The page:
candidates

Photo courtesy the National Trust for Historic Preservation

Nobody (at least, media-wise) is asking, but we did. And from the candidates who responded to our questionnaires we sent out a few months ago, we know where many of them stand on an ordinance that is allowing the slow death-by-demolition of one of the country’s few remaining intact Freedman’s towns — the Tenth Street Historic District.

Yes, I said country. It’s also one of the city’s few remaining intact Freedman’s towns, but it cannot be stressed enough — the death of Tenth Street would also be a blow to the preservation, history, and story-keeping of our country, too.

Periodically, I drive through to see the homes that are slated for demolition, knowing that at any one of my drives, I could be looking at an empty lot where there was once a home where a family lived, overcame, thrived, and loved.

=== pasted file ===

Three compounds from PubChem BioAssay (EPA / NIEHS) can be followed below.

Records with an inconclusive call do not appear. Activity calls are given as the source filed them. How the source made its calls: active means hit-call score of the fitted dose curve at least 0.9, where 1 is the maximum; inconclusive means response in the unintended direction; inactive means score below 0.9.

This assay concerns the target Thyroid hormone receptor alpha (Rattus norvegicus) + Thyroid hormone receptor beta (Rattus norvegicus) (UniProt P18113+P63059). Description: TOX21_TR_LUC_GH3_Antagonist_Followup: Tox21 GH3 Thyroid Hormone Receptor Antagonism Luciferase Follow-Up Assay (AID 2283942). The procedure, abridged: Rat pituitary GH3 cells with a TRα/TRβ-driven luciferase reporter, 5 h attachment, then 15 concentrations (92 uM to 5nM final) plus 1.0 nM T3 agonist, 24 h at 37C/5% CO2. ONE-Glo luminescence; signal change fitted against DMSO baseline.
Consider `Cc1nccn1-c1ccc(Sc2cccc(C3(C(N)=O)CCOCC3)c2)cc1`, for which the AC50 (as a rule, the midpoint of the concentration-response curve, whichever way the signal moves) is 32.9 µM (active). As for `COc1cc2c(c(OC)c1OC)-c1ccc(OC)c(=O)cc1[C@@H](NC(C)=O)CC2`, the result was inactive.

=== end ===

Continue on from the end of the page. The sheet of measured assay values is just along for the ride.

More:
There are stories in this neighborhood, and most (if not all) of them happened within the walls of the homes the city of Dallas is capriciously stripping from the community, lot by lot by lot. They’re the stories of a community that has survived in spite of what the city has done to it, not because of what it did for it. (more…)

mayoralSome Dallas mayoral candidates like historic, some like new, two don’t even own homes but rent. And they live north, south, east and well, not west. And, remarkably, some of the most expensive homes belong to the female candidates in Dallas’ mayoral race — but with a caveat.

Regina Montoya has the biggest, most expensive real estate of the group with a home valued at roughly $4.3 million. Lynn McBee’s Highland Park home at 3912 Miramar is on the market for almost $3.5 million, and she’s living in an apartment in downtown Dallas. (more…)